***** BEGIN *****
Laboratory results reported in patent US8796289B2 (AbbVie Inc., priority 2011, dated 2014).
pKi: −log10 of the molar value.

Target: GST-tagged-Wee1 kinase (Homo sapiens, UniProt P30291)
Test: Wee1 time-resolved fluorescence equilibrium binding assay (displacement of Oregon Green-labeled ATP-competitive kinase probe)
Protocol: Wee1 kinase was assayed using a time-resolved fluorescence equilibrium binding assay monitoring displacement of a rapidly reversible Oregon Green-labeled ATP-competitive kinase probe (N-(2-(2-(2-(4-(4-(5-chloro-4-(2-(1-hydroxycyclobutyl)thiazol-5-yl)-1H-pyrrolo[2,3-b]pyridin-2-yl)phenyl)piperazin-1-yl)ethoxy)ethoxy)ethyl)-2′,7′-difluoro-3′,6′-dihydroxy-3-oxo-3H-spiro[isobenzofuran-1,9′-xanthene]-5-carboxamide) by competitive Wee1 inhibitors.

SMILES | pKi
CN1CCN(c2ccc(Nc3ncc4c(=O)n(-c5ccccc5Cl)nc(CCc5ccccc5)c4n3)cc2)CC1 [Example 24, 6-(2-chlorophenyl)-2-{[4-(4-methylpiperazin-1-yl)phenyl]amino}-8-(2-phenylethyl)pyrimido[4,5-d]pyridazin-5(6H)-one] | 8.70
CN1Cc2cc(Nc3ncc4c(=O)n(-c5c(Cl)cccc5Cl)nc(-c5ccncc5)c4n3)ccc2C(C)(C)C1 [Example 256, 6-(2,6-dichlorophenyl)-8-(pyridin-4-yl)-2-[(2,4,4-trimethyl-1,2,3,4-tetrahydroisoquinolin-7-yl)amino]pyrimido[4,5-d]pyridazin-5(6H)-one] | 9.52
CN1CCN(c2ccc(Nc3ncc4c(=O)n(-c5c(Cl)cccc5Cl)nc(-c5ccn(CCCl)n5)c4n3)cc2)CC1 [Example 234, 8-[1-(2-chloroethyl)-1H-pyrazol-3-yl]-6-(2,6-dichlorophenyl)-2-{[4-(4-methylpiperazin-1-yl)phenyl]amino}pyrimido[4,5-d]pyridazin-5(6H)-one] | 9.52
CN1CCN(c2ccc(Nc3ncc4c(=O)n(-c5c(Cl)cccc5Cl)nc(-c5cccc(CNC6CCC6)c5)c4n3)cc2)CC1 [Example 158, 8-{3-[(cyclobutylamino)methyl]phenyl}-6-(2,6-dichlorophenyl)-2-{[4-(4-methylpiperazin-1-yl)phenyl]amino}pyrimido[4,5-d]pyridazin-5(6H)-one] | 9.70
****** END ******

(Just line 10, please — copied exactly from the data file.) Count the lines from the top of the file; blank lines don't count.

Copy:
CN1CCN(c2ccc(Nc3ncc4c(=O)n(-c5c(Cl)cccc5Cl)nc(-c5cccc(CNC6CCC6)c5)c4n3)cc2)CC1 [Example 158, 8-{3-[(cyclobutylamino)methyl]phenyl}-6-(2,6-dichlorophenyl)-2-{[4-(4-methylpiperazin-1-yl)phenyl]amino}pyrimido[4,5-d]pyridazin-5(6H)-one] | 9.70